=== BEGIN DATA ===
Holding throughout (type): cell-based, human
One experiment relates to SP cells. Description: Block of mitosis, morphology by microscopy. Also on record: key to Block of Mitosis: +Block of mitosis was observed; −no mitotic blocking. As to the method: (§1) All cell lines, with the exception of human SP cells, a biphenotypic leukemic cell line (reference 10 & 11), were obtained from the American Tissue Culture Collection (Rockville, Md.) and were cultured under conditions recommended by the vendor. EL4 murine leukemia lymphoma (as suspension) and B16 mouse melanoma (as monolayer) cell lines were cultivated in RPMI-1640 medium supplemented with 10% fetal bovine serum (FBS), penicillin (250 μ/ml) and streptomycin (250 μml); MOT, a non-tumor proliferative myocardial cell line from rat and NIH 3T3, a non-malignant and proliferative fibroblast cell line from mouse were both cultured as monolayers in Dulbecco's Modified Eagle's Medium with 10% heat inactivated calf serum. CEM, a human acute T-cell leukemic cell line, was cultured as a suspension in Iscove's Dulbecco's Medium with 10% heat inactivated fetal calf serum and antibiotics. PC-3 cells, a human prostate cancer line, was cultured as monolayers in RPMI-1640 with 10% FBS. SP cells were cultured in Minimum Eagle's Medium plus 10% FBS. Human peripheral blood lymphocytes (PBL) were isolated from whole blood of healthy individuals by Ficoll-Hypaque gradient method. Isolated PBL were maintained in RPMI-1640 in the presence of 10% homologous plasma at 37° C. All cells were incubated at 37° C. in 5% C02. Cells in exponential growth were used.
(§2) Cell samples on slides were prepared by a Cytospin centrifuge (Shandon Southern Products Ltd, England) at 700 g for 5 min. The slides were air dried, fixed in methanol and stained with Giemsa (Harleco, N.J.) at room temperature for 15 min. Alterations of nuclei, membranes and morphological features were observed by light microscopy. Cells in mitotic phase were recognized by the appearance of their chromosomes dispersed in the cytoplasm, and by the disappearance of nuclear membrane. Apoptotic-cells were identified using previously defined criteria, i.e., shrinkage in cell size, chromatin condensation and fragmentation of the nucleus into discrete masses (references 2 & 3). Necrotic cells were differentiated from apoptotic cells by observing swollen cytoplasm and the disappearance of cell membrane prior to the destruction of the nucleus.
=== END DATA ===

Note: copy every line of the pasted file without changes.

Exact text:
Holding throughout (type): cell-based, human
One experiment relates to SP cells. Description: Block of mitosis, morphology by microscopy. Also on record: key to Block of Mitosis: +Block of mitosis was observed; −no mitotic blocking. As to the method: (§1) All cell lines, with the exception of human SP cells, a biphenotypic leukemic cell line (reference 10 & 11), were obtained from the American Tissue Culture Collection (Rockville, Md.) and were cultured under conditions recommended by the vendor. EL4 murine leukemia lymphoma (as suspension) and B16 mouse melanoma (as monolayer) cell lines were cultivated in RPMI-1640 medium supplemented with 10% fetal bovine serum (FBS), penicillin (250 μ/ml) and streptomycin (250 μml); MOT, a non-tumor proliferative myocardial cell line from rat and NIH 3T3, a non-malignant and proliferative fibroblast cell line from mouse were both cultured as monolayers in Dulbecco's Modified Eagle's Medium with 10% heat inactivated calf serum. CEM, a human acute T-cell leukemic cell line, was cultured as a suspension in Iscove's Dulbecco's Medium with 10% heat inactivated fetal calf serum and antibiotics. PC-3 cells, a human prostate cancer line, was cultured as monolayers in RPMI-1640 with 10% FBS. SP cells were cultured in Minimum Eagle's Medium plus 10% FBS. Human peripheral blood lymphocytes (PBL) were isolated from whole blood of healthy individuals by Ficoll-Hypaque gradient method. Isolated PBL were maintained in RPMI-1640 in the presence of 10% homologous plasma at 37° C. All cells were incubated at 37° C. in 5% C02. Cells in exponential growth were used.
(§2) Cell samples on slides were prepared by a Cytospin centrifuge (Shandon Southern Products Ltd, England) at 700 g for 5 min. The slides were air dried, fixed in methanol and stained with Giemsa (Harleco, N.J.) at room temperature for 15 min. Alterations of nuclei, membranes and morphological features were observed by light microscopy. Cells in mitotic phase were recognized by the appearance of their chromosomes dispersed in the cytoplasm, and by the disappearance of nuclear membrane. Apoptotic-cells were identified using previously defined criteria, i.e., shrinkage in cell size, chromatin condensation and fragmentation of the nucleus into discrete masses (references 2 & 3). Necrotic cells were differentiated from apoptotic cells by observing swollen cytoplasm and the disappearance of cell membrane prior to the destruction of the nucleus.